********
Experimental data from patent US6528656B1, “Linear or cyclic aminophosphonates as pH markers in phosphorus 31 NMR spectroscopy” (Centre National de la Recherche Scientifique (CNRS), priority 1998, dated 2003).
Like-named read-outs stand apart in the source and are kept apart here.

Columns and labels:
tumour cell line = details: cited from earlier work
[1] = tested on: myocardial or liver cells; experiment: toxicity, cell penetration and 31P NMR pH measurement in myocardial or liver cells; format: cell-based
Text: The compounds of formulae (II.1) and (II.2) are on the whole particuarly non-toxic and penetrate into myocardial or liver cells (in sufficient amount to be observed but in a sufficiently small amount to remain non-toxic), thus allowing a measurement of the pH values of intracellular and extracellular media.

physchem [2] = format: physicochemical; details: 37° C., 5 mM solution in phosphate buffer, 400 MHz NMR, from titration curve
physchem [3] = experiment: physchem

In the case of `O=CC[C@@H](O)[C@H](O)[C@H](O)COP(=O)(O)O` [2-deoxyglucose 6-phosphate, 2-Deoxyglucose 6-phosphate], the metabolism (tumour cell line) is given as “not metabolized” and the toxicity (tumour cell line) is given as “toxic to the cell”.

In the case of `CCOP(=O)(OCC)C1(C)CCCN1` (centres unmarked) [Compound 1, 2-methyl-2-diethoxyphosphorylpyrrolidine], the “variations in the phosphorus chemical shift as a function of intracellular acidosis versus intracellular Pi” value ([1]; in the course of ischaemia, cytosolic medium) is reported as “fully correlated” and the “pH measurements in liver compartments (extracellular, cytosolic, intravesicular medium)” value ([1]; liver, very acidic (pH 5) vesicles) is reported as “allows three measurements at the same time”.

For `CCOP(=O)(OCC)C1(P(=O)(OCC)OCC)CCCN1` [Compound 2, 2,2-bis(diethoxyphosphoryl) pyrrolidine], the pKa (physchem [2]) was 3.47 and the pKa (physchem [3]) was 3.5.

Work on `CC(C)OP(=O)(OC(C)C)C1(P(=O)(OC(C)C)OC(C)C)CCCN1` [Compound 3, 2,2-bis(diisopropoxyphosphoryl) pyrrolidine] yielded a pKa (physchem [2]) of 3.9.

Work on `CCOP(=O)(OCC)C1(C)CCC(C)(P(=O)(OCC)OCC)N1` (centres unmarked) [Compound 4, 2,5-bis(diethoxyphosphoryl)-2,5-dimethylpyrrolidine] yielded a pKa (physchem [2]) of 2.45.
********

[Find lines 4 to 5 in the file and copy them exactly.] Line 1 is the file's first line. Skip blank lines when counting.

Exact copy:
tumour cell line = details: cited from earlier work
[1] = tested on: myocardial or liver cells; experiment: toxicity, cell penetration and 31P NMR pH measurement in myocardial or liver cells; format: cell-based